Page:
Defense begins arguments for former Palmetto State Bank CEO charged with financial crimes
CHARLESTON, S.C. (WCSC) - The defense team of former Palmetto State Bank CEO Russell Laffitte began presenting its case in a federal courtroom in Charleston Wednesday morning.
For a week, the federal government has tried to prove Laffitte committed financial crimes, helping former attorney Alex Murdaugh steal millions of dollars from clients. Laffitte is charged with conspiracy to commit wire fraud, bank fraud, and misapplication of bank funds.
The defense began their arguments by calling Palmetto State Bank Compliance Officer John Peters to testify. In his testimony, Peters first said he never filed suspicious activity reports on Alex Murdaugh and his finances at PSB. Describing Murdaugh, Peters said he borrowed a lot and always paid back loans, “but very slowly at times. Peters said his account was overdrawn “many times over the years.”
Prosecutor Emily Limehouse asked if Peters ever brought Murdaugh’s debts and late payments to Russell and Charles Laffitte’s attention.
“I did not ‘bring it to their attention because I was positive they were aware, but I did mention it to them,” Peters said.
During cross-examination, Peters clarified an earlier point and said he did file multiple suspicious reports about Murdaugh loans and checks. He made the reports after an internal investigation where he found a lot of red flags about how Murdaugh and Laffitte were loaning money and depositing checks.
Documents show Murdaugh was bringing large checks made out to PSB and splitting the money across accounts where he had debts or depositing it to himself and family members. When presented with the nature of how Laffitte and Murdaugh moved the money, Peters said, “I would not have done it.”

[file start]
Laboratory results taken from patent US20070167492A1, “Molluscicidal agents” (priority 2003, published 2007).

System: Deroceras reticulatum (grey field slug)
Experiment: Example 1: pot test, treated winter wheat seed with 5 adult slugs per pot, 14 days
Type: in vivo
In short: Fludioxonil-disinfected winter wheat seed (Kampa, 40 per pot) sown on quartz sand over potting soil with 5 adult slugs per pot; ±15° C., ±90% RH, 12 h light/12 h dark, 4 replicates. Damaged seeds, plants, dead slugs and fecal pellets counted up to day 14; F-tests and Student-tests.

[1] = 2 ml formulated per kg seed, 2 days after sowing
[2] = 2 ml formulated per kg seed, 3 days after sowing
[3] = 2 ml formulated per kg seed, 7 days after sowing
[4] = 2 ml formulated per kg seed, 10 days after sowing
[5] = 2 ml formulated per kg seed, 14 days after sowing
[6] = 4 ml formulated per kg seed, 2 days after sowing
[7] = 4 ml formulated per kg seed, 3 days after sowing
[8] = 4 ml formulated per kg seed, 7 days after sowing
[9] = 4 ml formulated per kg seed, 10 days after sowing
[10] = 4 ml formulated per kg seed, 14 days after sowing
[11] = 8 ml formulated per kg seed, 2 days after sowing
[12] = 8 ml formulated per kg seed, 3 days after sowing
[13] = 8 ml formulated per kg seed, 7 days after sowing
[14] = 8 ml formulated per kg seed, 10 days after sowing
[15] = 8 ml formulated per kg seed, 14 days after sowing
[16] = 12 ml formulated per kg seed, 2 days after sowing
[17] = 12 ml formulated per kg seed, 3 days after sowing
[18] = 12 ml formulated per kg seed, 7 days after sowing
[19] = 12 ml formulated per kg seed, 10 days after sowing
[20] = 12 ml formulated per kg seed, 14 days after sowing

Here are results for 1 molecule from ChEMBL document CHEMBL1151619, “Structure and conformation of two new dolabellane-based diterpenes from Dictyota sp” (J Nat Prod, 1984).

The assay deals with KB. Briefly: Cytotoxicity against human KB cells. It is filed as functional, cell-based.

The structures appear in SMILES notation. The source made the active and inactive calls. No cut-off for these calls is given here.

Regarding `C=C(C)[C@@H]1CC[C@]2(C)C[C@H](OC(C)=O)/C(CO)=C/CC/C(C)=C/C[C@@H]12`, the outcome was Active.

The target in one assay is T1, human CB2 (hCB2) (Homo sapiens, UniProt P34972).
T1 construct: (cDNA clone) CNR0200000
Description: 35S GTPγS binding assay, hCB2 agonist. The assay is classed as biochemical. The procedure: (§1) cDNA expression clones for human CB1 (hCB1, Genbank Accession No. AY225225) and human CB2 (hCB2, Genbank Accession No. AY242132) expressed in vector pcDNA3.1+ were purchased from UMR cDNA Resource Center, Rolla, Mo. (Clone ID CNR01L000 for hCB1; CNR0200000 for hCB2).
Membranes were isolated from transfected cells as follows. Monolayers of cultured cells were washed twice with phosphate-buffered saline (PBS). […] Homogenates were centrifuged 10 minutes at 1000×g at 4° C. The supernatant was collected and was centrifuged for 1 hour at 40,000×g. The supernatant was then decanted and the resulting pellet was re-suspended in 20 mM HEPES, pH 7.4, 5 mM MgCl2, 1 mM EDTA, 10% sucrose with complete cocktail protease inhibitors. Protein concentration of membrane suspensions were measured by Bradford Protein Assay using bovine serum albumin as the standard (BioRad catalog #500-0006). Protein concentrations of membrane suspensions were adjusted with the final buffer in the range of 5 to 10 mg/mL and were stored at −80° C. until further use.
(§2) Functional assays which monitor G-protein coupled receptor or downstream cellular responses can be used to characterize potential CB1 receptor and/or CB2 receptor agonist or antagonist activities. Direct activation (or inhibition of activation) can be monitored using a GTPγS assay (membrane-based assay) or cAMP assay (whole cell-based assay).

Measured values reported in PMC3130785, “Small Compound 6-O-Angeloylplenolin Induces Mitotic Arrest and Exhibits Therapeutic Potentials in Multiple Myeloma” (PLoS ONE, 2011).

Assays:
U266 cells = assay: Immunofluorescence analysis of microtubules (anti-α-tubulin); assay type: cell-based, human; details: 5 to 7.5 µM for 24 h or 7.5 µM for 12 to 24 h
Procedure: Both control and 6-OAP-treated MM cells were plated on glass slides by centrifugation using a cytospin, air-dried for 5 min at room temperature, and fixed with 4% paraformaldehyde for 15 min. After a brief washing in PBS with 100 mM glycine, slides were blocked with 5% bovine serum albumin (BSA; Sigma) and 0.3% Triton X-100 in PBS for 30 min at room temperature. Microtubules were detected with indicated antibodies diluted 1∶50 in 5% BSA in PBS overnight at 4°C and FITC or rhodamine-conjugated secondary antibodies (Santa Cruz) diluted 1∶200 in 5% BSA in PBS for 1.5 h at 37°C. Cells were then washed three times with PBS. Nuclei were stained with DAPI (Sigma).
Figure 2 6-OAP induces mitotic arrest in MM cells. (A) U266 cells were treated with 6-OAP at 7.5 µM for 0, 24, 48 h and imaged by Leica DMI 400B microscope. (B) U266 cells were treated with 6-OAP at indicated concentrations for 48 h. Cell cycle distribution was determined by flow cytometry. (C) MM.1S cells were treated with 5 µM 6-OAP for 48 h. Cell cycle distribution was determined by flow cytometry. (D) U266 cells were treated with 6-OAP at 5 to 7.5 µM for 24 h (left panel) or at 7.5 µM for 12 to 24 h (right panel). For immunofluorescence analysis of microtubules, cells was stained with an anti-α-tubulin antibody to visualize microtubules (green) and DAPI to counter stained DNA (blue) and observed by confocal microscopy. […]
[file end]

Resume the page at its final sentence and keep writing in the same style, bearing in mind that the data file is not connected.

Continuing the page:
Chastity Malphrus , a former bank employee also testified that it’s common to make unsecured loans.
“Community banking means you know most everyone who comes through the door. You’re able to make a few more exceptions. I don’t know if that’s the right word,” she said.
John Marvin Murdaugh, brother of Alex Murdaugh and friend of Russell Laffite, was on the stand for barely five minutes. The defense asked him about his friend Russell.
“Well he’s an honest man,” he said. The prosecution asked him if he ever worked for the firm or bank or had any knowledge of this case. He said no and the court dismissed him.
SPECIAL SECTION: The Murdaugh Cases
Charles Laffitte Jr., Russell’s father testified. He walked through the history of Palmetto State Bank and described the Laffitte family’s close involvement and ties to the company. Laffitte Jr. said he knew about Murdaugh’s overdrafts and discussed it with Russell. He told his son to “get it done” about covering the overdraft for the $750,000 beach house loan.
Laffitte Jr. says when Murdaugh was found out for stealing from his firm and clients, Russell a letter to the board saying that “it was not an option not to pay” the law firm back. Laffitte Jr. says he talked with Russell and agreed that when PSB owes people money, they pay it.
Laffitte Jr. continued his testimony into the afternoon.
Laffitte Jr. also testified that he was under the impression C.E. Smith, one of the people Alex Murdaugh paid with his loan, was doing construction work on the beach house. Smith has been accused of four counts of money laundering, three counts of forgery and criminal conspiracy. He was also accused of attempting to shoot prominent Lowcountry attorney Alex Murdaugh in what investigators called an insurance fraud scheme.
Henderson says she and her father looked over all the converted checks of allegedly stolen money presented by the government earlier in the trial. She and her father approved a payment to Alex Murdaugh’s firm on behalf of the bank to reimburse the client Arthur Badger. That is about when the internal investigations began.
For about half an hour, the judge excused the jury to address the lawyers. The defense asked the judge to introduce new evidence. The defense claimed it shows that bank board members had motives and bias to testify against Russell Laffitte. Gergel would not allow it. “I think if that’s your defense, it’s not a very good one…I won’t let you turn my trial into a circus,” Gergel said.
There is no court Thursday since the judge has a conflict, and the defense plans to rest its case on Friday.
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